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Sufficient semiosis

Ruthrof, H. (2015) Sufficient semiosis. The American Journal of Semiotics, 31 (1). pp. 117-146.

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The paper argues for sufficient semiosis as a comprehensive set of constraints within which language functions. As a generalisation of Leibniz’s sufficient reason, sufficient semiosis replaces truth-conditional semantics. The paper opens with a series of ontological commitments about language, that sentence-types have only token potential, sentence-tokens have no more than meaning potential, and that only utterances can have meaning. This is so, the paper claims, because natural language always requires two fundamental ingredients to operate: aboutness and its modification by voice. Sufficient semiosis is then elaborated as a set of social constraints at all levels, phonetic, syntactic, lexical, and discursive, in both habitual and interpretive use. In contrast, truth-conditional semantics can be shown to be parasitic on meaning construction via hypoiconic, diagrammatical schematizations and so rests on a not so well-disguised petitio principii. Peirce’s hypoiconic interpretant is also employed in arguing that semantic identity and ideality are unwarranted imports into the analysis of language. Instead, the paper foregrounds intersubjective mentalism as an inevitable consequence of a Peircean approach to language. In conclusion, the paper rejects the popular idea that language is a symbolic system in favour of a heterosemiotic explanation.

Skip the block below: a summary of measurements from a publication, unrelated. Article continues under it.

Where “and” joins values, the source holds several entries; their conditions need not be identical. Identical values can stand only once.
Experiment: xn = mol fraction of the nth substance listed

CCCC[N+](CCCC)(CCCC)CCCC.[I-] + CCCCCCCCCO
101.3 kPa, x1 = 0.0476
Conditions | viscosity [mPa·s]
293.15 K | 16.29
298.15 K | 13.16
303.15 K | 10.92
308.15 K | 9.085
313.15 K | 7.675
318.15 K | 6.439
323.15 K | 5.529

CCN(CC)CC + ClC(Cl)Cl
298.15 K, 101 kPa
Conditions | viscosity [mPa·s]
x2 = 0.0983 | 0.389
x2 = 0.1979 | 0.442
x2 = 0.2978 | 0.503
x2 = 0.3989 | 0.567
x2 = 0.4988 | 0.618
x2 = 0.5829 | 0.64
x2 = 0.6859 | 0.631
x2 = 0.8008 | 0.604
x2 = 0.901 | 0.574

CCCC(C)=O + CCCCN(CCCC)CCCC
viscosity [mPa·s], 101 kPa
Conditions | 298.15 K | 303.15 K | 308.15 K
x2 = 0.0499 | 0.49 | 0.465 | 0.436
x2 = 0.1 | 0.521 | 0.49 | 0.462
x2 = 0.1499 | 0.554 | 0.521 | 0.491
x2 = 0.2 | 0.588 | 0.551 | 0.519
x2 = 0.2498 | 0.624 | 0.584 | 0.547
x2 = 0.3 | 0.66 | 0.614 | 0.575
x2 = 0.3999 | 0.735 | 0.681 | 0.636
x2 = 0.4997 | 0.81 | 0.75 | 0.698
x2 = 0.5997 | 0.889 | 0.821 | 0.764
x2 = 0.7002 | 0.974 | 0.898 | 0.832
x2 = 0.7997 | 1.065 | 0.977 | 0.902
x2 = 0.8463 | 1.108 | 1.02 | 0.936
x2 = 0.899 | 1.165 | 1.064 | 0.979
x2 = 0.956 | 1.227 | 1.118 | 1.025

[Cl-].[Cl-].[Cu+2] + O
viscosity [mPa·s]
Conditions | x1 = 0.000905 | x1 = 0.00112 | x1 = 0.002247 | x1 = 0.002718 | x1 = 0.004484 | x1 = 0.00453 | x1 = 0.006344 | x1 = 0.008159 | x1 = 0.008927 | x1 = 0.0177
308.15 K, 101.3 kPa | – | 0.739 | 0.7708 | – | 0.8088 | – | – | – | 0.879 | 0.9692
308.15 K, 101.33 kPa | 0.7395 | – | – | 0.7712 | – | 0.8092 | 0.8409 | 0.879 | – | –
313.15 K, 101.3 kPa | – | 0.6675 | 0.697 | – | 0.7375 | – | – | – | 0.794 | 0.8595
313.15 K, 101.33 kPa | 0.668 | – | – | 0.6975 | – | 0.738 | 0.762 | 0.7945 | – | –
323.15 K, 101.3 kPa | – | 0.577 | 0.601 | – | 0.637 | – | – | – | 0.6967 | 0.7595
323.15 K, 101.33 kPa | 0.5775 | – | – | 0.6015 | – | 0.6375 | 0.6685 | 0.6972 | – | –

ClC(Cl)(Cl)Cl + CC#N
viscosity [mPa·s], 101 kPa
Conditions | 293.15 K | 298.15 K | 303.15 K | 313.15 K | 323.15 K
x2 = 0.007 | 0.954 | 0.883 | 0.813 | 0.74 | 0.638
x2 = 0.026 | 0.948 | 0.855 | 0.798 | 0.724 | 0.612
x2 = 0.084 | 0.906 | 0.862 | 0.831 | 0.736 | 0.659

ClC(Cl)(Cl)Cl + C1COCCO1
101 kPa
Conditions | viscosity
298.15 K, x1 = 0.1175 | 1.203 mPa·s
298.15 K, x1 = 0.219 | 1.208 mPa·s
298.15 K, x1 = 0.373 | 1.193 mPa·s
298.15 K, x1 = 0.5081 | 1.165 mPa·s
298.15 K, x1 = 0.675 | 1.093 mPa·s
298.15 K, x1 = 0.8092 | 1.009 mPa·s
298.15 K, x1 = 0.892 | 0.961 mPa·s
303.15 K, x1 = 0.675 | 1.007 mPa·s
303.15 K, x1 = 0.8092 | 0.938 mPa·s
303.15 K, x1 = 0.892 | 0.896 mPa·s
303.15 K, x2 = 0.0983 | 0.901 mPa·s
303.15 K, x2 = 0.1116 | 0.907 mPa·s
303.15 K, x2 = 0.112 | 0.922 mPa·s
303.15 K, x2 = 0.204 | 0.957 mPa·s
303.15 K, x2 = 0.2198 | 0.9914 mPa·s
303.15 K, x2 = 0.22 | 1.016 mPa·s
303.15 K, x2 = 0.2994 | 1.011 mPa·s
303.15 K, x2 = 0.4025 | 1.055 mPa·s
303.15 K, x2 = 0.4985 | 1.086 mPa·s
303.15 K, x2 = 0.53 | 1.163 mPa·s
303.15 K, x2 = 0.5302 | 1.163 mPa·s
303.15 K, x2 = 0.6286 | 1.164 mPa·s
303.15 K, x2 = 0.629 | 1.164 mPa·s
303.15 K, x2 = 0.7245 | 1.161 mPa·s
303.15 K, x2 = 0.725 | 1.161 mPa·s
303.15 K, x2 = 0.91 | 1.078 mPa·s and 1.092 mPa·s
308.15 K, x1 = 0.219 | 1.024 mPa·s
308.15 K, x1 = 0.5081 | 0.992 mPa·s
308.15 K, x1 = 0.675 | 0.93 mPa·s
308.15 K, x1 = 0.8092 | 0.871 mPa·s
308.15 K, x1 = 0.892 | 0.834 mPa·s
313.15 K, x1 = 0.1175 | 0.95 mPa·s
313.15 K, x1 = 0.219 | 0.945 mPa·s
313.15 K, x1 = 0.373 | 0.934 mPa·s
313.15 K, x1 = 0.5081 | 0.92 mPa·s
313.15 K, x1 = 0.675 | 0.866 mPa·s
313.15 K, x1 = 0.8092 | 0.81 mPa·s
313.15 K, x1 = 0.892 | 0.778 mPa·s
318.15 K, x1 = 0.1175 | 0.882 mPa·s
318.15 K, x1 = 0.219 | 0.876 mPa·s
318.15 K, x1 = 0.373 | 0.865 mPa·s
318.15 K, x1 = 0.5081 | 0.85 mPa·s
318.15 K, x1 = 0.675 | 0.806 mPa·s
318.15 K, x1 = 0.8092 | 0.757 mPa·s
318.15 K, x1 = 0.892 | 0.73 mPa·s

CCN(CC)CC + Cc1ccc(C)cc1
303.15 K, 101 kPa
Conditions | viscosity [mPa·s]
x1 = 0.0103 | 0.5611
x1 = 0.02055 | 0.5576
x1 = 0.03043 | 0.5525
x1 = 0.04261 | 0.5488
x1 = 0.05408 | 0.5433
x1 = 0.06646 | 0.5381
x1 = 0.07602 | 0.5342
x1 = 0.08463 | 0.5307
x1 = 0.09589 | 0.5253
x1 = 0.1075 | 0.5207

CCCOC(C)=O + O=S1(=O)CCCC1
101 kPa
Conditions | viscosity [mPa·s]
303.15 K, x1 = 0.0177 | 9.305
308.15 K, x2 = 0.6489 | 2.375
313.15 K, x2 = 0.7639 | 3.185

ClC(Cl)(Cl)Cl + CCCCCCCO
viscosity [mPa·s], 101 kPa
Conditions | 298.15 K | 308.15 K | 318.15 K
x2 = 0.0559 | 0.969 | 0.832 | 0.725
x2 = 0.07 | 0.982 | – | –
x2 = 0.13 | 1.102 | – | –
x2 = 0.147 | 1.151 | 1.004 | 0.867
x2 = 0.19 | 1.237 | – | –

Item Type: Journal Article
Murdoch Affiliation(s): School of Arts
Publisher: Philosophy Document Center
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